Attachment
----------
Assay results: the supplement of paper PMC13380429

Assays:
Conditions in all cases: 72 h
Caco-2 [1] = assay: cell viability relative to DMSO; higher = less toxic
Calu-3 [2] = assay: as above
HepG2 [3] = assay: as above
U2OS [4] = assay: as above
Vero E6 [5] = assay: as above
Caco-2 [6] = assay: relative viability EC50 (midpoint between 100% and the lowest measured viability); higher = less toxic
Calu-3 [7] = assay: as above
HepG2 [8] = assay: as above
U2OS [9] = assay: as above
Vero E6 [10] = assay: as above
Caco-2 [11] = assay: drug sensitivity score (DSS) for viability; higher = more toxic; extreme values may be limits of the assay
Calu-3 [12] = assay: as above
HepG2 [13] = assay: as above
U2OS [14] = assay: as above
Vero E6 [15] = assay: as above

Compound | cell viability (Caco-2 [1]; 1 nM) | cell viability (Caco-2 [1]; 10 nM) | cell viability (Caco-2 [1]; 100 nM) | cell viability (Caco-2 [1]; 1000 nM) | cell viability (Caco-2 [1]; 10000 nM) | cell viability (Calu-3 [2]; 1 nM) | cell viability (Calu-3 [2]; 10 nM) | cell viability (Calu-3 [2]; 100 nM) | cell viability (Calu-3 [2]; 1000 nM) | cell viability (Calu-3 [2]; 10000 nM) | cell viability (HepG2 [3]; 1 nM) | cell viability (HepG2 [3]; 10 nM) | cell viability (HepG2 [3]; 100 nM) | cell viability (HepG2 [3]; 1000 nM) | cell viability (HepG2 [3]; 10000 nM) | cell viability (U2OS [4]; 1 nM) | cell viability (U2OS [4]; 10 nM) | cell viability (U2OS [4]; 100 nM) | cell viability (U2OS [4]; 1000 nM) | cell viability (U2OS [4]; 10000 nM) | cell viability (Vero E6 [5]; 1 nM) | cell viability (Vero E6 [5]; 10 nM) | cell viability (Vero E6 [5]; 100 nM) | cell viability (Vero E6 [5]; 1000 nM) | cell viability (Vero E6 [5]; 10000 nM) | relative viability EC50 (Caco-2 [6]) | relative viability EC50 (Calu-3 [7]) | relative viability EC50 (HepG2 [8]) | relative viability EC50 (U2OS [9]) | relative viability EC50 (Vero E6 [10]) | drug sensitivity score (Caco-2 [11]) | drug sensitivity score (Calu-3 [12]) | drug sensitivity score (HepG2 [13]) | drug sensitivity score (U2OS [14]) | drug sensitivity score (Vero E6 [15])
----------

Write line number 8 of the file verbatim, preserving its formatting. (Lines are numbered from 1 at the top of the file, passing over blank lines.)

Vero E6 [5] = assay: as above